Misery brought to a new level | The Velvet Café

biutifulI spent my whole Saturday lying on the couch feeling miserable and sorry for myself. You could argue it was “just a cold”, but it was MY cold and that makes a hell of a difference. My whining was entirely justified.

There are two strategies for film watching under those circumstances. Either you go for something light hearted that will make you laugh and forget about whatever bothered you. Or you’ll fight the misery with more of the same. Evil shall with evil be expelled so to say. Watching other people struggle can bring a healthy perspective on the level of your own suffering.

This time I went for the misery, at least initially. First I endured one and a half hour buried alive in a coffin in Buried. It kept me captured but wasn’t exactly uplifting. But that was just a warm-up, because my next movie was Biutiful, where I joined Uxbal for a 2,5 hour long stroll, or perhaps I should rather say “descent to hell” in the not-safe-for-tourists part of Barcelona. If I needed a bit of perspective on my own misery I certainly got it, more than I had asked for.

There’s really no end to the misfortune of Uxbal. At the start of the movie he’s diagnosed with terminal cancer with only a few months to live. He’s got two young children to support, he’s struggling to make a living on criminal or shady activities; the mother of his children is mentally ill and unable to take care of the children. And that’s where it starts from. The road goes steeply down, down, down as he’s approaching death and the arrangements he’s trying to make don’t turn out the way he’d hoped for. It’s going so deep down that it approaches the classical Monty Python sketch. I’m sure you I’m sure you remember it, but here’s a quote anyway for your enjoyment:


There were a hundred and fifty of us living in t’ shoebox in t’ middle o’ road.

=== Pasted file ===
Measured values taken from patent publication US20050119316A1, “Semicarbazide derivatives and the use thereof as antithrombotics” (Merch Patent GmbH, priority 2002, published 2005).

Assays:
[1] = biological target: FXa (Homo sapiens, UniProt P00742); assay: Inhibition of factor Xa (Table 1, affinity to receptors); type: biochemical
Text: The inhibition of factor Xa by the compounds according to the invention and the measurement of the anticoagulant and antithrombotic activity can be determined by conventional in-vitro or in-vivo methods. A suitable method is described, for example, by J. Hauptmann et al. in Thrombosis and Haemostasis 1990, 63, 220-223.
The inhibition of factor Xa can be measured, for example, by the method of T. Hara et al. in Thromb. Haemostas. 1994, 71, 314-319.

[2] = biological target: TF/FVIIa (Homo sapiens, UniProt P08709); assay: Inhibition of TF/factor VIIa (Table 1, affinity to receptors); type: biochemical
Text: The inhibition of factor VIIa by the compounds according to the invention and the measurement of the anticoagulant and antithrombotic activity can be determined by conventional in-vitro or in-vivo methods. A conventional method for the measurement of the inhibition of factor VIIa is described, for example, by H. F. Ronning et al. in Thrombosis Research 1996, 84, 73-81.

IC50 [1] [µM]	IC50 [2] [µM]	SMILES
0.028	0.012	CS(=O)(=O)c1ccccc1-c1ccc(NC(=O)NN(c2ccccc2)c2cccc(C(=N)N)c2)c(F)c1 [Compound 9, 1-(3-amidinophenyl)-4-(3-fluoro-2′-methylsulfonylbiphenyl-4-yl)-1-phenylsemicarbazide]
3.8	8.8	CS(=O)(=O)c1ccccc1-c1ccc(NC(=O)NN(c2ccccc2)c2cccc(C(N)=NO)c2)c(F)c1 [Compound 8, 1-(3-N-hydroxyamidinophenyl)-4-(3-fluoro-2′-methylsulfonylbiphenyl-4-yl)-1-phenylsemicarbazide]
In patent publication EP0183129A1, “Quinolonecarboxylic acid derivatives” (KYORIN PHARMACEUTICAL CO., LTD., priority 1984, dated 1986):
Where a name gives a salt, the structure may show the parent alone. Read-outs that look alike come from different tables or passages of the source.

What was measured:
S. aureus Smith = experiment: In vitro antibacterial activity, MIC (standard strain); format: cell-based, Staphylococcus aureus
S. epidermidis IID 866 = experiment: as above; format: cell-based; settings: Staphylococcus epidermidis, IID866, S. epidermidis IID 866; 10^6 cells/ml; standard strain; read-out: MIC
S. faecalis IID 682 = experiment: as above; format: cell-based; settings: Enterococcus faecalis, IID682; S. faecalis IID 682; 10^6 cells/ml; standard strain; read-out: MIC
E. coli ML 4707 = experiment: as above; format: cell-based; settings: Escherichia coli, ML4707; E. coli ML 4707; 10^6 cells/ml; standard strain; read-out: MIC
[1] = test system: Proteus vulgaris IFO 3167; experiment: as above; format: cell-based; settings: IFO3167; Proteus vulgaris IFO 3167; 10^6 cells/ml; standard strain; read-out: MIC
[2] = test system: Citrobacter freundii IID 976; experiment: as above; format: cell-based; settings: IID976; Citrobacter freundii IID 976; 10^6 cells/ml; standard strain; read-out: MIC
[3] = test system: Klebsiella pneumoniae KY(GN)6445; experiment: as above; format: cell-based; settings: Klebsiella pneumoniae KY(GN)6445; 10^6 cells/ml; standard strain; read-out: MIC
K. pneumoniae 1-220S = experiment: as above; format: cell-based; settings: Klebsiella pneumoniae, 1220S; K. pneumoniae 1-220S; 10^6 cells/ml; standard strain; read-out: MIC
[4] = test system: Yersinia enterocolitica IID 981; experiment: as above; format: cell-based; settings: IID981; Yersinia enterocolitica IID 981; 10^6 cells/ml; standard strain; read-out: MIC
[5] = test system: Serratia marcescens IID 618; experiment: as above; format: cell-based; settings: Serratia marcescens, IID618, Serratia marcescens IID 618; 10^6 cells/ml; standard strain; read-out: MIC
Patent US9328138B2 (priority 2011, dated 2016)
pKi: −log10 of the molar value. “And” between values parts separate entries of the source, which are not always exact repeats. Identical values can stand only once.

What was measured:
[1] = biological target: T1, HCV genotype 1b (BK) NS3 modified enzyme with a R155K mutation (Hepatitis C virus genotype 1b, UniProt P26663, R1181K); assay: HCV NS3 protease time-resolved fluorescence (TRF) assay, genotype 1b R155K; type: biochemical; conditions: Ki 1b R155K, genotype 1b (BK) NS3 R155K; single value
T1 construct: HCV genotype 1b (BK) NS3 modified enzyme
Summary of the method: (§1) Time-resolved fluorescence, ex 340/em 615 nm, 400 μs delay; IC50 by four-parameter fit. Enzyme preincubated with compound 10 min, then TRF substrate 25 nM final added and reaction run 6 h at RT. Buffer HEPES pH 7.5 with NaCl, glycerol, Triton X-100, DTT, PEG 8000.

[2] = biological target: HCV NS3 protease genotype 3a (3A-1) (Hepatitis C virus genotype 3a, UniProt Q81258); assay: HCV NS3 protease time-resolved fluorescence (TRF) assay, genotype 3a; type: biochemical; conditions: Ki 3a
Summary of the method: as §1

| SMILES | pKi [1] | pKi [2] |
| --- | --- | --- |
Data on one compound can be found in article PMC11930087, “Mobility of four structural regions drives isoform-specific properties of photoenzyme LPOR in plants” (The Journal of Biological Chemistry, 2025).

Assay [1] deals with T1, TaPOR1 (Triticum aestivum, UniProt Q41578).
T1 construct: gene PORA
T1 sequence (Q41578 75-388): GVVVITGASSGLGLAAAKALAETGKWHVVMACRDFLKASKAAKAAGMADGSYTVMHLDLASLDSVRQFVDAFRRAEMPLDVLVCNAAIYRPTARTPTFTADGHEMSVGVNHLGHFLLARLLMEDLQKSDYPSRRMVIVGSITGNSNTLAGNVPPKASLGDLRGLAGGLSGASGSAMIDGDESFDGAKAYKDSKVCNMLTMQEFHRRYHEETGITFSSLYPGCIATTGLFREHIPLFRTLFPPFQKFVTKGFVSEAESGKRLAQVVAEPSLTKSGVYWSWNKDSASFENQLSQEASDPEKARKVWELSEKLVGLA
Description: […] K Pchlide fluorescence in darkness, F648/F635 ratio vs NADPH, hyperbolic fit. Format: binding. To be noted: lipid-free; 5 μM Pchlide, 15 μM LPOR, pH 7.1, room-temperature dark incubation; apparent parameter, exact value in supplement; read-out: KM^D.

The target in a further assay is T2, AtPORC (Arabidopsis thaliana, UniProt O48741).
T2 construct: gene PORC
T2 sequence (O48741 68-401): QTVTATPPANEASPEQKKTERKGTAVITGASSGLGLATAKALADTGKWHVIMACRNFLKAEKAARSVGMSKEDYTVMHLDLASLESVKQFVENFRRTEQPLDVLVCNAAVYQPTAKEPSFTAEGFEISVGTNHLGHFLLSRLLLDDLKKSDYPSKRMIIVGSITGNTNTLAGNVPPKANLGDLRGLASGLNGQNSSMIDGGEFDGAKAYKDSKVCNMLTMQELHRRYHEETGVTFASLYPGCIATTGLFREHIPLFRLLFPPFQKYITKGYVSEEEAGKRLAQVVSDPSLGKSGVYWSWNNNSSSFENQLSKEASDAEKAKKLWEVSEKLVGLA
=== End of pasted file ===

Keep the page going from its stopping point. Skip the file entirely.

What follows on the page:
Cardboard box?




You were lucky. We lived for three months in a paper bag in a septic tank. We used to have to get up at six in the morning, clean the paper bag, eat a crust of stale bread, go to work down t’ mill, fourteen hours a day, week-in week-out, for sixpence a week, and when we got home our Dad would thrash us to sleep wi’ his belt.


Luxury. We used to have to get out of the lake at six o’clock in the morning, clean the lake, eat a handful of ‘ot gravel, work twenty hour day at mill for tuppence a month, come home, and Dad would thrash us to sleep with a broken bottle, if we were lucky!


Well, of course, we had it tough. We used to ‘ave to get up out of shoebox at twelve o’clock at night and lick road clean wit’ tongue. We had two bits of cold gravel, worked twenty-four hours a day at mill for sixpence every four years, and when we got home our Dad would slice us in two wit’ bread knife.


Right. I had to get up in the morning at ten o’clock at night half an hour before I went to bed, drink a cup of sulphuric acid, work twenty-nine hours a day down mill, and pay mill owner for permission to come to work, and when we got home, our Dad and our mother would kill us and dance about on our graves singing Hallelujah.

Magnificent Bardem
It would be easy to mock Biutiful, to laugh at it, or criticize it for being so long, fragmented and overly miserable. I could do that too, if I chose to watch it with those glasses. But I don’t. Because laughable or not, I actually liked this movie. I liked it a lot.

Especially I liked Javier Bardem, who rightfully got a lot of praise and an Oscar nomination for best acting that year. Eventually the prize went to Colin Firth for The King’s Speech, but it must have been a close call. He carries the film on his shoulders. He even carries some mumbo jumbo new age stuff about fortune tellers and people who speak to the dead. That’s quite an achievement.

In the end I didn’t laugh at Biutiful. I joined it. I lived it.

To be honest, my initial reaction after watching it was depression. I kept feeling sorry for myself, but now I had someone else to feel sorry for as well.

But now, a few days later, it’s starting to change as it has matured a little in my memory. It’s not a dark movie. At the core I think it’s hopeful and full of love for life. It’s spiritual, in a non-confessional way.

And besides I’ve finally started to recover from my cold.

Biutiful (Alejandro González Iñárritu, MX/ES 2010) My rating: 4/5

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